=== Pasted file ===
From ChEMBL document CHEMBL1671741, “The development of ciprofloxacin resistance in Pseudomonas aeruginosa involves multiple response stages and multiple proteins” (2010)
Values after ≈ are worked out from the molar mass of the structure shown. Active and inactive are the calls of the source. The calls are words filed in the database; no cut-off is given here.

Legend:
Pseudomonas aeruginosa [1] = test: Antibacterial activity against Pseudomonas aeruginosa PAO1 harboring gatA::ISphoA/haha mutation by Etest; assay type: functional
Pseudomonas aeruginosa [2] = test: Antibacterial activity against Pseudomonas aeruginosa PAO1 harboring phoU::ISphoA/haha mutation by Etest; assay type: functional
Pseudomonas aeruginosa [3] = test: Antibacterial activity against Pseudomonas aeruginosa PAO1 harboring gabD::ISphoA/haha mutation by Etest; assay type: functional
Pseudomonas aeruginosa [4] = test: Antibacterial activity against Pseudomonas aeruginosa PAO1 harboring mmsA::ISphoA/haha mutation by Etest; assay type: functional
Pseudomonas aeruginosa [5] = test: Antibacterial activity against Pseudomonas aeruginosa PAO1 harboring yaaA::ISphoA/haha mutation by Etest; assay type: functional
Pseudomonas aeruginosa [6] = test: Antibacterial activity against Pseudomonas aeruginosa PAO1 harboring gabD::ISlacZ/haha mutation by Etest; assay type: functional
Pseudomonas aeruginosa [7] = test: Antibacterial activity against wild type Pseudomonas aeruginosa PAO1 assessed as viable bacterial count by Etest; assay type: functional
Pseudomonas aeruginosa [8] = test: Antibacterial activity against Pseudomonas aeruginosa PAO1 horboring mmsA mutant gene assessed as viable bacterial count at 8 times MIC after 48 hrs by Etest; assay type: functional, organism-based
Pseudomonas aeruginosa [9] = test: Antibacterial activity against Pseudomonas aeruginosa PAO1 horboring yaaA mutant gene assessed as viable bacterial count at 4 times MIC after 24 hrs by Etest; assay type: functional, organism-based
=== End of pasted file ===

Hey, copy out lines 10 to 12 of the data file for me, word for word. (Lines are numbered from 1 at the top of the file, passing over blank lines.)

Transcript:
Pseudomonas aeruginosa [7] = test: Antibacterial activity against wild type Pseudomonas aeruginosa PAO1 assessed as viable bacterial count by Etest; assay type: functional
Pseudomonas aeruginosa [8] = test: Antibacterial activity against Pseudomonas aeruginosa PAO1 horboring mmsA mutant gene assessed as viable bacterial count at 8 times MIC after 48 hrs by Etest; assay type: functional, organism-based
Pseudomonas aeruginosa [9] = test: Antibacterial activity against Pseudomonas aeruginosa PAO1 horboring yaaA mutant gene assessed as viable bacterial count at 4 times MIC after 24 hrs by Etest; assay type: functional, organism-based